The RLCs are also charged with the responsibilities of developing need based materials and methods of teaching Indian language as second/foreign languages, train secondary school teachers in languages other than their mother tongues with a view to Providing more language choice to young students in Secondary schools and thus heighten the awareness of the diversity which goes into the building of the mosaic of Indian Culture through their activities such as inter translations, original writing in an another language etc.

The Principals and Lecturers of all the Regional Language centres of the Institute had prepared a conducive and scientific format which became the point of reference for producing language teaching materials. In this series, the present book entitled 'An Intensive Course in Telugu' was prepared by Prof. P Ramanarasimham when he was working in the SRLC, Mysore. The material has been in use in different parts/versions in the Centre since long. Subsequently the copies of the first impression were sold out and on the basis of the feedback, Prof. P. Ramanarasimha revised this material by incorporating new materials and techniques. We appreciate the effort and academic input of Dr.K.V.V.L.N.Rao, Dr.K.VIswanatham, Shri. G. Vijayasarathi and Dr. G. Prabhakar and all concerned and also commend Dr. V.S.Nair, the current Principal, for his advice in syllabus design and help in revising the book. I hope it will be a welcome addition to Telugu teaching material already available in some universities.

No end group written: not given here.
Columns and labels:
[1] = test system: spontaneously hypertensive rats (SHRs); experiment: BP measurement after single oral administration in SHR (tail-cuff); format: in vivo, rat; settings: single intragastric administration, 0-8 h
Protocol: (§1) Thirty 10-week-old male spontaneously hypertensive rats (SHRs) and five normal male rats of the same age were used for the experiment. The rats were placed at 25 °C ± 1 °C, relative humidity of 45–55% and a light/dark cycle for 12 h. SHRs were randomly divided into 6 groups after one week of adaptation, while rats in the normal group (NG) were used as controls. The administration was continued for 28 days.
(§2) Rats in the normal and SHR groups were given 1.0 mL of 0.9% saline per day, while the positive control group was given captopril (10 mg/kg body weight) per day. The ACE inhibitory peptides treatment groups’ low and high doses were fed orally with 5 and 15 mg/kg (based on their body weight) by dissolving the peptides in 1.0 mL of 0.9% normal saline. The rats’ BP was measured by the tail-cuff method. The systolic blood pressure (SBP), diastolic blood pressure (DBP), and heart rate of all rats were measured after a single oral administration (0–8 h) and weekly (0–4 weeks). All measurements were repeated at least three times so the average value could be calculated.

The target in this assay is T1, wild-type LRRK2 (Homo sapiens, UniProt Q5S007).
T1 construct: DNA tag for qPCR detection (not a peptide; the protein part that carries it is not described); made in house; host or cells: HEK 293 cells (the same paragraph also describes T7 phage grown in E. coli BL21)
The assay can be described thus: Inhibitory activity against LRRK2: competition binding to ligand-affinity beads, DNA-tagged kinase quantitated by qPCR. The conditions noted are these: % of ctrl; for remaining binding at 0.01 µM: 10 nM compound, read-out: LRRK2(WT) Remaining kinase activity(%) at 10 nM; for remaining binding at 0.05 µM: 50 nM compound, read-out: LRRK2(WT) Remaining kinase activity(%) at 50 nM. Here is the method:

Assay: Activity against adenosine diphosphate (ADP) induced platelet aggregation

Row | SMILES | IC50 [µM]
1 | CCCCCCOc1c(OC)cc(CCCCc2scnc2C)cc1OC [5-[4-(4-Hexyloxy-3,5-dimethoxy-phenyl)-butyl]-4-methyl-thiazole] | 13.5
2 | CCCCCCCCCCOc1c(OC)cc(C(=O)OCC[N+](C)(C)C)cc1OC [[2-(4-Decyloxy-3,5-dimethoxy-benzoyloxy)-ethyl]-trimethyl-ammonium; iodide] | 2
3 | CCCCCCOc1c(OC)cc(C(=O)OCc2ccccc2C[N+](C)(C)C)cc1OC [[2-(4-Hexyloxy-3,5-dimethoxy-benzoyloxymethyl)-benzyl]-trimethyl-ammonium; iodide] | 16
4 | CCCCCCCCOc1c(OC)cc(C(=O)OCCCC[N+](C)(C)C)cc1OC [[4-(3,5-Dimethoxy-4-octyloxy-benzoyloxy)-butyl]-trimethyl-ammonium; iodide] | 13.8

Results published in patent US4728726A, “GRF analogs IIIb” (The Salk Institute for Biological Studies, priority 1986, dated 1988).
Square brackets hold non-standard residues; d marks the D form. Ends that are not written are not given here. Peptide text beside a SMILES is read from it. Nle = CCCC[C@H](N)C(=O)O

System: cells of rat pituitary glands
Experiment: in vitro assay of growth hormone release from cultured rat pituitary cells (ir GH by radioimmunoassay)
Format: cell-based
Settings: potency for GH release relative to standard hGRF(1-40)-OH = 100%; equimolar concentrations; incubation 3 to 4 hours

From time immemorial individuals have been learning other's languages as well, in addition to their own. Some learn language of others without a teacher or a textbook. In this case the community is the classroom, and the social needs of the learner provide him/her with a curriculum. On the other hand, some learn with the help of teacher and a textbook, in which case the curriculum is organized and planned. In the first context the learning is generally felt to be easy and more or less unconscious, natural and automatic. Competence acquired in such a learning may or may not be similar to competence acquired in such a learning may not be similar to competence of language acquisition in mother tongue. It may also be of a time consuming process in some cases. In most cases such a learning may be partial in the sense that the learners may be competent in using that particular language for some specific purposes only. Also the learner is invariably required to live in the particular area in which that language is spoken or he/she must have regular physical contact with the speakers of the language. In the second context, the learning is generally seen to be difficult, formal, conscious at every step and organized. Because of these formal conditions there can be a variety of exposure within the shortest span, thus raising the theoretical possibility of a more rapid thus raising the theoretical possibility of a more rapid learning of the particular language. Also the learner need not live in the particular language area. However motivation is important in both the contexts. Learning a language in the second context is a complex activity. The term second language learning is generally restricted to this type of learning only.